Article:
We had been warned that Valparaíso is the centre of a lot of unrest and that we should be careful. There has been a lot of agitation for there to be a change to the country’s constitution and calls for the President to step down.

Hotel Fauna, our home for the next 2 nights was positioned perfectly. A spectacular view over the bay but still seemingly in the middle of the action. We found a Brewery Altamira (the first brewery in Chile) at the bottom of our ascensor (funicular) and had beers and burgers for lunch, before heading to the Sotomayor square for the 3pm highlights walking tour, finding our red and white stripped ‘wally’ guide. In the first 15 mins she had to resort to ‘plan B’ as some students who were sitting a national exam burnt their papers in protest of the ‘system’ and it was not advisable for us to head in that direction. We wandered through the steep, narrow, cobblestone streets of Cerro Alegre and Cerro Concepción, listened to some history and saw some fabulous street art, most with a story to tell. Like most other towns we have visited there is an abundance of street dogs, in fact one adopted us on our walk and viciously barked at and chased anyone that came near our group. There were many cats sitting high on roofs and on window sills surveying the scenery.

Dinner was at the hotel’s restaurant with superb views over the bay. It was one of the best meals we have had on the trip.

Valparaiso became an important port in the 1800s and it gained particular importance supporting and supplying the California Gold Rush (1848-1858). Ships passed through on their way around Cape Horn, of the Strait of Magellan which was the main route connecting the two sides of the Americas. Immigrants from all over Europe flocked to the bustling port city, but with the completion of the Panama Canal in 1914, Valparaiso was suddenly a long way from key shipping routes and fell into decline during the 1900s. Valparaiso was also hit by major earthquakes in 1822, 1906 and 2010 testing the resilience of its residents.
Valparaiso was declared a Unesco World Heritage Site in 2003, thanks to its historical importance, natural beauty, and unique architecture. Valparaiso is the birthplace of many historically significant figures, including Augusto Pinochet and Salvador Allende. It has also been the residence of many artists like Pablo Neruda and Nicaraguan poet Rubén Dario.
Valparaiso is famous for its nightlife, especially its bohemian pubs and bars where poets, writers, tango aficionados, sailors, university students, and just about everyone else spend hours drinking, dancing, and socializing well into the early morning hours. In fact, it was 5.15am until the noise stopped on our first night.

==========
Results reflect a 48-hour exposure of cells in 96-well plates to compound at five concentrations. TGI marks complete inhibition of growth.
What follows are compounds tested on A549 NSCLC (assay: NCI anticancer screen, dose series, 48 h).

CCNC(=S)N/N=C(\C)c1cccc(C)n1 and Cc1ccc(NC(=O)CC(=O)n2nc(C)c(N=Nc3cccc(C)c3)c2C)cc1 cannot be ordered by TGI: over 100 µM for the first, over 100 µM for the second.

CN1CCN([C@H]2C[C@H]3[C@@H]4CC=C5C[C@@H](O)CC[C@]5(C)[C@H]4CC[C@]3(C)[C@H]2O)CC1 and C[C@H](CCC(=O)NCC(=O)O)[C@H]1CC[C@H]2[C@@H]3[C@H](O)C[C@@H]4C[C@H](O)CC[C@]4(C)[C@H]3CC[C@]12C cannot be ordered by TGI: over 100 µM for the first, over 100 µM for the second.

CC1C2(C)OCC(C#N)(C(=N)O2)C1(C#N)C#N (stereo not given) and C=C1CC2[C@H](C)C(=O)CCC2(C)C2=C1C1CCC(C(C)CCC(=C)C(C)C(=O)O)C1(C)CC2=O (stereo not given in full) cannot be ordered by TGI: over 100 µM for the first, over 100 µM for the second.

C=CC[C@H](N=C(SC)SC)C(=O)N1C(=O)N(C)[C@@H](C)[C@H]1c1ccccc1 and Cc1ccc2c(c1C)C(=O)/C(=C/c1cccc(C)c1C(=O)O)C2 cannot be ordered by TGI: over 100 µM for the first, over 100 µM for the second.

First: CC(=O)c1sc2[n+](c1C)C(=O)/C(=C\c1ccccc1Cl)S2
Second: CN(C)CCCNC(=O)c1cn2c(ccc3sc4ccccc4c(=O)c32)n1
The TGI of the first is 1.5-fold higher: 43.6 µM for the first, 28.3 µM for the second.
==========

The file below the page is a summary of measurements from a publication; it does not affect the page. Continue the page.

We had another late start to the day, trying to fit in with the locals. We decided to embark upon our own self guided walking tour that had us walking uphill to start with in a residential neighbourhood that still had amazing street art on almost every surface. The construction of the houses in this less affluent area did not meet any type of building code. We wandered back down our hill for lunch at La Concepcion, whose view across rooftops, down the steep hill and across the bay made us feel like we were in Greece. The food was all brought out covered in closhes for the ceremonial unveiling of our beautiful meals. The girls continued looking at the shops while the boys had siesta.

Pasta E Vino for dinner and watching some breakdancing in the public square near our hotel ended our day.

We had a leisurely breakfast up on the terrace and looked out over the hazy morning.   A Chilean newspaper had reported that the haze over Valparaíso was caused by the smoke for the Australian bushfires making its way across the pacific.

We dragged our bags through the cobblestone streets to our cars and set of to Viña del Mar, sister city to Valparaiso.  It really is just like a continuation of the same city but once we were past the reloj de las Flores (Flower Clock) it seemed vmore like we had been transported to movie set at Santa Monica Beach.  The main road, palm trees and white sandy beach with beach volleyball, personal trainers taking exercise classes and at the Playa del deporte (Sport Beach) there was some sort of Latin American zumba class over looking the beach.  Izzy, Bel and Kate joined in for a bit before we headed further north to Reñaca and the Colombo sand dunes past the hotels terraced into the side of a cliff.

After a quick stop at Maccas for lunch we took the scenic road to Matetic Vineyard via San Antonio del Mar to see the resorts 1km long swimming pool